• Senator Joseph McCarthy told reporters that he had informed U.S. Senate investigators of "the name of the man — connected with the State Department — whom I consider the top Russian espionage agent in this country". McCarthy declined to give details, other than to say that he was "the boss of Alger Hiss,[65] but Owen Lattimore was soon identified as the accused Communist.
  • An all-white jury in Kosciusko, Mississippi, was unable to agree on the sentence for Leon Turner, a white ex-convict whom they had convicted of the January 8 murder of a four-year-old African-American girl, Ruby Nell Harris. The state prosecutor had asked for Turner to be given the death penalty, which the Associated Press noted was "rare punishment in Mississippi for a White man convicted of murdering a Negro". Because the jury could not agree on a death sentence, Turner was given life imprisonment. Turner, Windol Whitt and Malcolm Whitt had all been indicted for the murder of three black children, and Turner was identified as the man who shot Harris, 8-year-old Mary Burnside, and 12-year-old Frankie Thurman.[66]
  • Died: Edward Murphy, 48, American gangster. Murphy, alias Emmet Kearns, was found shot to death on a farm near Hartsdale, Indiana, and was believed to have been given a "gangland execution" after attempting to expand the west Chicago territory of his gambling operations.[67]

March 22, 1950 (Wednesday)Edit

  • In a non-binding election, the Academic Senate of the University of California system voted 1,154 to 136 to abolish the loyalty oath, required by the Regents, for all professors. At the same time, the faculty voted 1,025-268 to endorse a general resolution against Communism.[68] The 200 member Board of Regents declined to terminate the oath, but did extend the deadline for signing it by two months, and provided a means for an appeal for people fired for not signing.[69]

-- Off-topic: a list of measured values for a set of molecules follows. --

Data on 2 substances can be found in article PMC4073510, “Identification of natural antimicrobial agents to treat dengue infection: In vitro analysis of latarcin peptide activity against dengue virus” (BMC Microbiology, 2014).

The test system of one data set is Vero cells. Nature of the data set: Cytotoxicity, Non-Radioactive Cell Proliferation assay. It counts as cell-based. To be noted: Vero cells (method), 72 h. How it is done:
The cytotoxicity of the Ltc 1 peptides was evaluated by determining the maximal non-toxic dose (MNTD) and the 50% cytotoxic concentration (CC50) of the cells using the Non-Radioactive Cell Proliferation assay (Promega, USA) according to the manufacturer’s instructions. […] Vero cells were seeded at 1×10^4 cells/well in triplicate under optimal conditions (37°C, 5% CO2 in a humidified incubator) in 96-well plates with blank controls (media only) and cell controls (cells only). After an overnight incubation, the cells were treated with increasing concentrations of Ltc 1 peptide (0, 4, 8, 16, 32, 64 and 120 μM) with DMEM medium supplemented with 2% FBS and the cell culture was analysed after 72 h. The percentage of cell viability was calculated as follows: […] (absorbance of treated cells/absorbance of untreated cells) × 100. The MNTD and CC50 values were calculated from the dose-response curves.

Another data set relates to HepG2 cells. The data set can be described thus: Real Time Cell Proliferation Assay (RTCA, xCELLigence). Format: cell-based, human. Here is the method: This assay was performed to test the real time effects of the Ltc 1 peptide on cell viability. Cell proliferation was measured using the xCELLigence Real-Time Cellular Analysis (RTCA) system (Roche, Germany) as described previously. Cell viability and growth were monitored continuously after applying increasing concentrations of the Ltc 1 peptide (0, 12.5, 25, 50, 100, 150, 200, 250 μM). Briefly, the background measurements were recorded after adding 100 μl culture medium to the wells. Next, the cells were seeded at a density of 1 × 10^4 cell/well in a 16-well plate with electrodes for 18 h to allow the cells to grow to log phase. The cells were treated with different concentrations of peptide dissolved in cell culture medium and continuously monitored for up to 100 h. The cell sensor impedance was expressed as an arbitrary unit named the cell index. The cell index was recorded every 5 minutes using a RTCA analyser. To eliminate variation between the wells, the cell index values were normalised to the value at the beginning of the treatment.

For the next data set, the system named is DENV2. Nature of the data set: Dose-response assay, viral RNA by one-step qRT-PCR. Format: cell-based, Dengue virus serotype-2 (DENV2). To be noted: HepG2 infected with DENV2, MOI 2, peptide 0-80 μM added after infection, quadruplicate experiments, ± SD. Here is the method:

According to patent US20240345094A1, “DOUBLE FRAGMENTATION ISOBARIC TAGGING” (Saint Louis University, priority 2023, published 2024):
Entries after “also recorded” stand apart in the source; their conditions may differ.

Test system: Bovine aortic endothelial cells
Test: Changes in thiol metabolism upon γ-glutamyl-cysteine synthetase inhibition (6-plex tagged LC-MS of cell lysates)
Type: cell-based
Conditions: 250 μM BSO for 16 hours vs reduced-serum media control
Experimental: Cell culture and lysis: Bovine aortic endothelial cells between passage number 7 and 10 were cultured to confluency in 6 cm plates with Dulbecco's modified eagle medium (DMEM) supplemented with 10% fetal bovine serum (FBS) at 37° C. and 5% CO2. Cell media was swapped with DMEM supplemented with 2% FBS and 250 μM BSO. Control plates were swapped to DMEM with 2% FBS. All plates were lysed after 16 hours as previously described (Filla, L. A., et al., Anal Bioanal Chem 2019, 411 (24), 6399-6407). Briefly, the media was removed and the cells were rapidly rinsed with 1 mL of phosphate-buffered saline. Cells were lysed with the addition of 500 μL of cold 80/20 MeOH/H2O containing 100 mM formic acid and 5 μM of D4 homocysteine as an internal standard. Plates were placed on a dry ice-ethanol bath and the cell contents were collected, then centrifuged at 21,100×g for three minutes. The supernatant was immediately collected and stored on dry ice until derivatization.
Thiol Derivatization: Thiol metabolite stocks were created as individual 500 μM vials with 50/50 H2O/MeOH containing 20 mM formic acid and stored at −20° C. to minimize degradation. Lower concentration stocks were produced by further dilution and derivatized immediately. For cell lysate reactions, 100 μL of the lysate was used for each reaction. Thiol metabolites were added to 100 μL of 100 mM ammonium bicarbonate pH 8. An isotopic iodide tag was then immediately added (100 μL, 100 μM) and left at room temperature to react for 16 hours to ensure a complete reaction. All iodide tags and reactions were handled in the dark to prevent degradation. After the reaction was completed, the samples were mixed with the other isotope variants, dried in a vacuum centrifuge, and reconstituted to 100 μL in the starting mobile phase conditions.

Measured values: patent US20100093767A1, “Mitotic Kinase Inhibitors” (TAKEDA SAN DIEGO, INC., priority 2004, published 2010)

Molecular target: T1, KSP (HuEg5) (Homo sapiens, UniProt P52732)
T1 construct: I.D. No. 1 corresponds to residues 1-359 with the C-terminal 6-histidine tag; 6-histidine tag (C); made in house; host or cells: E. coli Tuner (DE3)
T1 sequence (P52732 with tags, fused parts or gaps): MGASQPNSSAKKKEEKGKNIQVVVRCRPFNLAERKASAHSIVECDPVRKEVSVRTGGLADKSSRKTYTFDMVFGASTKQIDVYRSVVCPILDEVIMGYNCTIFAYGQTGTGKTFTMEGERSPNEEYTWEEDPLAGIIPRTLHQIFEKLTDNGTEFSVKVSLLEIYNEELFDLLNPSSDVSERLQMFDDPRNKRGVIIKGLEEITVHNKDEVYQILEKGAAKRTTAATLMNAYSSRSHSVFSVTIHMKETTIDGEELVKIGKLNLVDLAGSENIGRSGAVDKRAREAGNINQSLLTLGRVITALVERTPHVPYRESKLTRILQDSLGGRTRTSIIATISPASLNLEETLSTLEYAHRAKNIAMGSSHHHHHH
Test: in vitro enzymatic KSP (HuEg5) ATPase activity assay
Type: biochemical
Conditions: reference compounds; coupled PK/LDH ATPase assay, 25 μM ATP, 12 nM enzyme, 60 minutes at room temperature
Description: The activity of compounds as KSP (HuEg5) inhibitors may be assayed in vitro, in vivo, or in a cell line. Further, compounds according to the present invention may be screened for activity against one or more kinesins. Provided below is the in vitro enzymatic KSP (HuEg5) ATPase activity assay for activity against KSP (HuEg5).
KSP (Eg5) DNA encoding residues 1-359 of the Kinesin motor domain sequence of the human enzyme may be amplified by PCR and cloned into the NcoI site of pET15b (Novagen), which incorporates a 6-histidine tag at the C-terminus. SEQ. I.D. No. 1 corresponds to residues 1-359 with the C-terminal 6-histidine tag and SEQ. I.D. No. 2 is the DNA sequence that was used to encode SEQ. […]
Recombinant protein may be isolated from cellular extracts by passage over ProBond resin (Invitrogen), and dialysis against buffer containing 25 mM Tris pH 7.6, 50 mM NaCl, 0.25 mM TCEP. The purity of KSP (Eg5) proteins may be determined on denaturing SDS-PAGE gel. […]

• Born: Jocky Wilson, Scottish darts player, world champion in 1982 and 1989; in Kirkcaldy (d. 2012)

March 23, 1950 (Thursday)Edit

  • Beat the Clock, an American television game show that required its contestants to accomplish various stunts within 60 seconds, was first telecast, appearing on the CBS network.[70]
  • The World Meteorological Organization (WMO) was created after the 30th nation had ratified the 1947 Convention on weather.[71]
  • Harry Gold became the second atomic research scientist to be arrested on charges of espionage for the Soviet Union, after being identified, by Klaus Fuchs, as the courier for transfer of papers to the Russians. Gold, no longer employed in U.S. atomic research, was working at the Philadelphia General Hospital at the time.[72]
  • Sophocles Venizelos formed a new government in Greece at the request of the King, reneging on an agreement made with Nikolaos Plastiras and George Papandreou, leaders of the other two center parties. Venizelos's party, despite having a plurality, had won less than 20 percent of the vote.[16]